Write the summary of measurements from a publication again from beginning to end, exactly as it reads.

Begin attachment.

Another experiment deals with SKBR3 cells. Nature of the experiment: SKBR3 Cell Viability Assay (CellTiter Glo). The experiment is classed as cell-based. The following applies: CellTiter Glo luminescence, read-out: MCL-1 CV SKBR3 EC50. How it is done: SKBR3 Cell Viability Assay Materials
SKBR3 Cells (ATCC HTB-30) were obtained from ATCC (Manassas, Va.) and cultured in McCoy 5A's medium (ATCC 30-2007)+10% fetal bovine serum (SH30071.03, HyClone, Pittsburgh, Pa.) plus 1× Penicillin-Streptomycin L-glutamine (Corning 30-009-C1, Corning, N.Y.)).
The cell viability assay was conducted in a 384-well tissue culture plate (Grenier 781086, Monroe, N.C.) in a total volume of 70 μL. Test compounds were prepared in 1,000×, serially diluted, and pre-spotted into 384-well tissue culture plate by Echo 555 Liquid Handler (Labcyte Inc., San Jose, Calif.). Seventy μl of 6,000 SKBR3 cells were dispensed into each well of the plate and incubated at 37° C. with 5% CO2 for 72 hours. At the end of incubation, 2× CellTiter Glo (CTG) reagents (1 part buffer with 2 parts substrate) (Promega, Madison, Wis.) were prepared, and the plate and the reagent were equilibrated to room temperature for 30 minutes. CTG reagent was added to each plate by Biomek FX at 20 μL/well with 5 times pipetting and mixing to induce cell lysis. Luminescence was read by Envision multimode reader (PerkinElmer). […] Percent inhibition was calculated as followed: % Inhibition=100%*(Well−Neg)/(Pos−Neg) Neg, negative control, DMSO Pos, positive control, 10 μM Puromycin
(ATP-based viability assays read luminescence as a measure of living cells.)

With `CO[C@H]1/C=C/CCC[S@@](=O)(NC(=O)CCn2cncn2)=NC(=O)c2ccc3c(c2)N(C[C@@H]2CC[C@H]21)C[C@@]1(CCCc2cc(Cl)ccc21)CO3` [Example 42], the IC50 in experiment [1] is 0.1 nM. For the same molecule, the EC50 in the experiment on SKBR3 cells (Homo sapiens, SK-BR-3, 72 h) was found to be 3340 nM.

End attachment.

Another experiment deals with SKBR3 cells. Nature of the experiment: SKBR3 Cell Viability Assay (CellTiter Glo). The experiment is classed as cell-based. The following applies: CellTiter Glo luminescence, read-out: MCL-1 CV SKBR3 EC50. How it is done: SKBR3 Cell Viability Assay Materials
SKBR3 Cells (ATCC HTB-30) were obtained from ATCC (Manassas, Va.) and cultured in McCoy 5A's medium (ATCC 30-2007)+10% fetal bovine serum (SH30071.03, HyClone, Pittsburgh, Pa.) plus 1× Penicillin-Streptomycin L-glutamine (Corning 30-009-C1, Corning, N.Y.)).
The cell viability assay was conducted in a 384-well tissue culture plate (Grenier 781086, Monroe, N.C.) in a total volume of 70 μL. Test compounds were prepared in 1,000×, serially diluted, and pre-spotted into 384-well tissue culture plate by Echo 555 Liquid Handler (Labcyte Inc., San Jose, Calif.). Seventy μl of 6,000 SKBR3 cells were dispensed into each well of the plate and incubated at 37° C. with 5% CO2 for 72 hours. At the end of incubation, 2× CellTiter Glo (CTG) reagents (1 part buffer with 2 parts substrate) (Promega, Madison, Wis.) were prepared, and the plate and the reagent were equilibrated to room temperature for 30 minutes. CTG reagent was added to each plate by Biomek FX at 20 μL/well with 5 times pipetting and mixing to induce cell lysis. Luminescence was read by Envision multimode reader (PerkinElmer). […] Percent inhibition was calculated as followed: % Inhibition=100%*(Well−Neg)/(Pos−Neg) Neg, negative control, DMSO Pos, positive control, 10 μM Puromycin
(ATP-based viability assays read luminescence as a measure of living cells.)

With `CO[C@H]1/C=C/CCC[S@@](=O)(NC(=O)CCn2cncn2)=NC(=O)c2ccc3c(c2)N(C[C@@H]2CC[C@H]21)C[C@@]1(CCCc2cc(Cl)ccc21)CO3` [Example 42], the IC50 in experiment [1] is 0.1 nM. For the same molecule, the EC50 in the experiment on SKBR3 cells (Homo sapiens, SK-BR-3, 72 h) was found to be 3340 nM.